Learn to hack!
At the core of pwn.college is flags. How do you get those flags? Solve challenges. You can start a challenge by clicking on the
Challenges tab at the top, selecting a module, clicking on a particular level, and hitting
Start. In order to access that challenge, you have two options.
The first option is using the
Workspace tab. This will present you with a fully functional development environment in your browser via Visual Studio Code. You can, for instance, quickly open a new terminal by pressing
F1, searching for
New Terminal, and pressing enter.
The second option is using
ssh. In order to ssh into your challenge instances, you must add a public ssh key to
SSH Key. You can quickly generate an ssh key by running
ssh-keygen -f key -N '' in a terminal on your (unix-friendly) host machine. This will generate files
key.pub, which are your private and public keys respectively. Once you have linked your ssh key to your account, you can run
ssh -i key email@example.com to connect into your challenge instance.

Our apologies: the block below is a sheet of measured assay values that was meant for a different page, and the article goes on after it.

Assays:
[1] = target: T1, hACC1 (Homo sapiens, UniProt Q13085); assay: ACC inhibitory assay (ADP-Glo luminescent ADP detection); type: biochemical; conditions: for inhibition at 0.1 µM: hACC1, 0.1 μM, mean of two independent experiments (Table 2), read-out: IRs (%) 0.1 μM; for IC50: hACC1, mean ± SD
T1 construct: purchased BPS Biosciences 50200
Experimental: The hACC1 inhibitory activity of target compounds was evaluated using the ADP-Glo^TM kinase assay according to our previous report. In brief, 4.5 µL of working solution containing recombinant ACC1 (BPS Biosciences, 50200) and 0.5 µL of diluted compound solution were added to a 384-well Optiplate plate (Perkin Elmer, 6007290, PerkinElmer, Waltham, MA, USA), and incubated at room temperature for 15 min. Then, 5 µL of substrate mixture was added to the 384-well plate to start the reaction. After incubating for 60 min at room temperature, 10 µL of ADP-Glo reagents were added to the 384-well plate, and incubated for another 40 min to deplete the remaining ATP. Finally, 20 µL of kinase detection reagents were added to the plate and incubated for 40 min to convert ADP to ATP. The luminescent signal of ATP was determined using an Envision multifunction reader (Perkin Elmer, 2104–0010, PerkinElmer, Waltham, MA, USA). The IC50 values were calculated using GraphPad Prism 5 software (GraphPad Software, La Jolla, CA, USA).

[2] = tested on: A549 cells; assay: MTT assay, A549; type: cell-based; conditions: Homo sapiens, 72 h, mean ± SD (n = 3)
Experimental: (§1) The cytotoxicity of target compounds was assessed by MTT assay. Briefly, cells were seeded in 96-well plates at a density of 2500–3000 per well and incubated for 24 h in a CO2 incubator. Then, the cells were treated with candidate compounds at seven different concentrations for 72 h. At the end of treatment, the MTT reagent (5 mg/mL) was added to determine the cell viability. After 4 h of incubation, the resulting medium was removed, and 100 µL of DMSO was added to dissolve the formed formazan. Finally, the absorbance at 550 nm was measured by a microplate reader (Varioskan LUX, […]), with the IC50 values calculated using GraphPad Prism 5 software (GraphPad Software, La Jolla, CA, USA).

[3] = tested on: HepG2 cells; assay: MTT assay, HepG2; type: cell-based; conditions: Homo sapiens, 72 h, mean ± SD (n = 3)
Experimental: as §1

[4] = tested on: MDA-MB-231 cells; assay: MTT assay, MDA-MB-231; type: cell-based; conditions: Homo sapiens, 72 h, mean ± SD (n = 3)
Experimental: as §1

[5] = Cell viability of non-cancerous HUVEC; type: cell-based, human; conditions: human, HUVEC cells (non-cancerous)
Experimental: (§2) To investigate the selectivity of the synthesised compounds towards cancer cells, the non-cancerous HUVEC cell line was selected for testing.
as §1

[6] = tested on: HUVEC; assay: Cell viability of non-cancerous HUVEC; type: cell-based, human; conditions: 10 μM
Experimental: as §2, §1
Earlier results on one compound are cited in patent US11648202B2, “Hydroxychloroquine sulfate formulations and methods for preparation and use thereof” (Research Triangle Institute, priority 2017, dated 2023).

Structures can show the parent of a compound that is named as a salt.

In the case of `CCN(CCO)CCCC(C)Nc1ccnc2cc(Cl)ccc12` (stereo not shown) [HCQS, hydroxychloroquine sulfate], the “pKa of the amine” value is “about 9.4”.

Once you are in a challenge instance, your goal is to get the contents of the
/flag file. Unfortunately for you, you are executing as the
hacker user, but
/flag is only readable by the
root user. Fortunately, however, there are challenge programs located inside of the
/challenge directory, which when run, will run with the privileges of the
root user. Solve the challenge to get the
/flag, and then submit it in order to complete the challenge!
A few things to note. Your home directory
/home/hacker is persistent. This means that when you start a new challenge, all of the files you have saved in there will still be there. The
Practice button can be incredibly useful for debugging your solution. When you start a challenge in this way, you will have the ability to run programs as the
root user with the
sudo command; however, the instance will only have a practice flag. For some of the later (kernel-focused) challenges, you will need to solve the challenge in a virtual machine. You can interact with the virtual machine using the
pwn.college is an education platform for students (and other interested parties) to learn about, and practice, core cybersecurity concepts in a hands-on fashion. In martial arts terms, it is designed to take a “white belt” in cybersecurity to becoming a “blue belt”, able to approach (simple) CTFs and wargames. The philosophy of pwn.college is “practice makes perfect”.
pwn.college was created by Zardus (Yan Shoshitaishvili) and kanak (Connor Nelson) at Arizona State University. It powers ASU’s Computer Systems Security course, CSE466, and is now open, for free, to participation for interested people around the world!